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Oita’s Sato was inspired by Jordan


The Japan Times will be featuring periodic interviews with players in the bj-league. The league’s fifth season began in October. Kimitake Sato of the Oita HeatDevils is the subject of this week’s profile.

Position: Guard; Age: 26

Ht: 186 cm; Wt: 84 kg

Hometown: Niigata

College: Niigata Institute of Technology

Noteworthy: Sato is averaging 7.6 points per game this season. Over the past 10 games (through March 21), he’s scored at a 9.4 ppg clip, including a 15-point outing and three straight 13-point performances. Sato is a 76.4 percent free-throw shooter and has collected 42 steals. . . . He’s appeared in 40 games (24 starts) for Oita, which took a four-game winning streak into its weekend series against the Ryukyu Golden Kings.

Are you confident you can score 10, 15 or 20 points in every game if the team needs more of a scoring punch?

Yes, I have confidence, but I also want to contribute to the team in other ways. It doesn’t matter if I just get points. I want to have a positive role on the team.

The HeatDevils (20-22) are fighting for a playoff spot, with the club currently two games behind the fourth-place Shiga Lakestars. What must Oita do to overtake Shiga and secure the Western Conference’s final playoff spot?

It starts with defense. We are winning when we play good defense, so defense is the key. And in order to overtake fourth place we have to have consistent defense in the game. . . .

(Note: Due to league rules, if two teams have identical records, the team with the higher point differential — average margin of points scored vs. points allowed — wins the tiebreaker. Therefore, Sato said, the HeatDevils understand the need to clamp down on defense for every game.)

First-year HeatDevils coach Brian Rowsom played in the NBA more than two decades ago. How has he used that experience, such as motivational stories, to provide strong advice for your team? Can you offer a few examples?

Well, coach has spoken about off-the-court things, like how he shared with his teammates or what he did in his spare time. That helps me because teamwork is important off the court and on the court, too. During practices, coach tells me to be more aggressive. I am an aggressive player, but still Coach Brian requires me to be more aggressive. That’s the kind of advice I get.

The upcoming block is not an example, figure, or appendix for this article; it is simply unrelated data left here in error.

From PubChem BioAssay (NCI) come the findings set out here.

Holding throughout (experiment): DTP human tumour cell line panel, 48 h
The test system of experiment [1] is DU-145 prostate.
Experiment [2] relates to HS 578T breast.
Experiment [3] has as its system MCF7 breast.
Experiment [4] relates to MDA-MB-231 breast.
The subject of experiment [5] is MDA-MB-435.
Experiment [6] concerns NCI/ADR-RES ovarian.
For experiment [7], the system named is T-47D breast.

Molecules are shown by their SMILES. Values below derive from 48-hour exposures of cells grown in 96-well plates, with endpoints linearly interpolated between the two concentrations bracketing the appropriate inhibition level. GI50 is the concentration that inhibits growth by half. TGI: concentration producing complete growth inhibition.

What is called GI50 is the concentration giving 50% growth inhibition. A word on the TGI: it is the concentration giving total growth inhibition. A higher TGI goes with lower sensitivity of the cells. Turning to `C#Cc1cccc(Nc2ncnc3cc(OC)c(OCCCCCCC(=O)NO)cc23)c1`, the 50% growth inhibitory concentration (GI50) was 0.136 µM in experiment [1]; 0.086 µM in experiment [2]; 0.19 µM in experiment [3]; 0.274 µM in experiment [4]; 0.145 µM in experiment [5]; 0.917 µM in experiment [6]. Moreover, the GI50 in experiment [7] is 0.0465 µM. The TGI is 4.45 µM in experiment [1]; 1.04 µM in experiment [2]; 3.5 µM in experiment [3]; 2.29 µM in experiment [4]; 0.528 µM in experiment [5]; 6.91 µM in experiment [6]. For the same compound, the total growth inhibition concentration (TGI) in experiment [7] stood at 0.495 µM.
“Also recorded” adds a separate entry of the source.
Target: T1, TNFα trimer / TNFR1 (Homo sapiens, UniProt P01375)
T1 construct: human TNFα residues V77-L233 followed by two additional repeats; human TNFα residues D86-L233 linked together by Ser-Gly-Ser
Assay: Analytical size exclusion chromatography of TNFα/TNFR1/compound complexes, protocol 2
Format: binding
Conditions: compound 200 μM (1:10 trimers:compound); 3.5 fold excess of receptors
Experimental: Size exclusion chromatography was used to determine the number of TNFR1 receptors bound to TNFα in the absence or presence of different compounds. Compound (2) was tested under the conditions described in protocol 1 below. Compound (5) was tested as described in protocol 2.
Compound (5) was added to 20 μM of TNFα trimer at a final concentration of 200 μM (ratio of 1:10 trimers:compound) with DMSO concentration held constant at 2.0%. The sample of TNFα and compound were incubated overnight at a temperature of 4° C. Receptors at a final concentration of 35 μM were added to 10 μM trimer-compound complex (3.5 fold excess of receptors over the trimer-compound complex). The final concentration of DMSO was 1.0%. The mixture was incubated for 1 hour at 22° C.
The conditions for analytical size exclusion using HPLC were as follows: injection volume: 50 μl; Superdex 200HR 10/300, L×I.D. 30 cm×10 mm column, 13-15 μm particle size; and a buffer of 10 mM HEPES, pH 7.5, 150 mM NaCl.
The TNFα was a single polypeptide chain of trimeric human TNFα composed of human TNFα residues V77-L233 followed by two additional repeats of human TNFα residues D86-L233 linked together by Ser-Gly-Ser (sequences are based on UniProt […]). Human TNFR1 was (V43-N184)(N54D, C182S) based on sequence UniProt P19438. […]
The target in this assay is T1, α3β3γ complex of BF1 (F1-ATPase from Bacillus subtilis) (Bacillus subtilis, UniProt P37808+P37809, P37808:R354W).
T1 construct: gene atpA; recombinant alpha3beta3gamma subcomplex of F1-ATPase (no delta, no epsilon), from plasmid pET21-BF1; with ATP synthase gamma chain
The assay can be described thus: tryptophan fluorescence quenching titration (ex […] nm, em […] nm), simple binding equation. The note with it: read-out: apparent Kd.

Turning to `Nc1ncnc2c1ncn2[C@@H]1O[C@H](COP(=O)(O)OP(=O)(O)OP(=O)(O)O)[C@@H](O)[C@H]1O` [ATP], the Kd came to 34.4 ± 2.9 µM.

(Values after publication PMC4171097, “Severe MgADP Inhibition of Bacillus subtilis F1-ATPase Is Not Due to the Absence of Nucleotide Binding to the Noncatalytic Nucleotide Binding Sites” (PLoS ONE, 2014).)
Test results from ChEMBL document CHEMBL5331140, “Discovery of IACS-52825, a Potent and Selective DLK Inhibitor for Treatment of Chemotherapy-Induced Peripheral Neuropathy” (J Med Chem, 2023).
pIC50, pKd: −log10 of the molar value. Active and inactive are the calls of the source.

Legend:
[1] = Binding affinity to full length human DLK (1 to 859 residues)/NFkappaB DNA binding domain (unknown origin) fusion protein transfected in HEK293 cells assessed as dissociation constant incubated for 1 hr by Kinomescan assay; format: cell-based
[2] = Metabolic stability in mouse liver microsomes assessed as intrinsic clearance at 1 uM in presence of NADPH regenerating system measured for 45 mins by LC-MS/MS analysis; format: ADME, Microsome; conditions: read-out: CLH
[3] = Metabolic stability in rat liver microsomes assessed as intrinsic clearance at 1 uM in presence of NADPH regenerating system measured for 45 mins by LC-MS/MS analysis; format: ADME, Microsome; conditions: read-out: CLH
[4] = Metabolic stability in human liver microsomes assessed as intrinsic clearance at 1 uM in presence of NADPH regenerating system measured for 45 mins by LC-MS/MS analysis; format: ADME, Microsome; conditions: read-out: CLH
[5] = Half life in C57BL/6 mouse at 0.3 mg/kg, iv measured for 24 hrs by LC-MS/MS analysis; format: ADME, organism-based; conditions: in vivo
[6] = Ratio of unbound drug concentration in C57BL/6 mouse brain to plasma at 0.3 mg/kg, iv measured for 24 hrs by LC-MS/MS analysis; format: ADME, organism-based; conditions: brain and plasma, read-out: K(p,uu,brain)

You’ve previously played under bench boss Masaya Hirose of Niigata and ex-Oita coach Tadaharu Ogawa last season. How would you compare Rowsom’s coaching style with your former coaches?

The difference between Coach Brian and the former JBL players/coaches is that the former JBL guys teach more basic basketball in terms of defense — more organized defense — and the Japanese coaches teach every single detail about how to stand.

Of course, Coach Brian teaches the players about defense, but he teaches more offense and more aggressive (tactics), more five-on-five and individual and team drills. Everything starts from one-on-one play and attacking the gap, breaking down one-on-one plays — beat the opponent first, that kind of stuff. Then, he says, if somebody comes to help, pass.

On defense, Coach Brian teaches us how to rotate and how to move.

What is your favorite type of shot to take? Is the shot from a typical spot on the floor or a certain angle?

I don’t have a specific spot, but I try to penetrate, get a foul and go to the foul line and shoot free throws. My free-throw shot is a high percentage, almost 80 percent. I like to go to the foul line first.

Secondly, when my teammates try to penetrate I try to move off the spot for them and then when I get the ball, it doesn’t matter where it is, I try to shoot a wide-open shot.

You wear jersey No. 23, the same number that Michael Jordan worse for most of his illustrious NBA career. Is he one of your favorite players?

He’s one of my heroes, of course. And the reason why I took No. 23 is because I started playing basketball after I watched Michael Jordan’s games.

Who are the most difficult players in the bj-league you have played defense against?

(Mahmoud) Abdul-Rauf of Kyoto, Takamatsu’s (Yu) Okada and Niigata’s (Yuichi) Ikeda; they are very smart players, so I have to read what they do every single time I play against them. It’s very difficult for me to guard them.

Who are the most exciting players in the bj-league? What makes them exciting?

Tokyo Apache guard Cohey Aoki and Kyoto point guard Naoto Takushi are exciting players.

I like Aoki because he is short, very short (167 cm), but he doesn’t get scared about big men and he has solid techniques and he is very smart.

As for Takushi, he has talent and he has a sense of timing for delivering a pass and shooting.

What are your most special memories as a basketball player?

The big moment for me was when I was in junior college, a two-year college, when I helped the team proceed to the all-college tournament, and I won one game. I’m from Niigata and a small college, so it was a big moment.

The second (biggest thrill) was becoming a professional player. When I was drafted by Niigata (in 2005), that was a great moment for me.

If you weren’t a basketball player, what type of job do you think you would have right now?

Maybe I would be a construction worker. I like to build. I am interested in building a house, or maybe I would be a salesman at a car dealer. I like cars. I learned about cars in college.

What are your hobbies? And what do you do to relax when you are not playing basketball?

Beppu is very famous for hot springs, so I go to hot springs and take baths to be relaxed. I also enjoy watching DVDs. I’ve recently watched the new “Transformers” DVD and “Gran Torino.”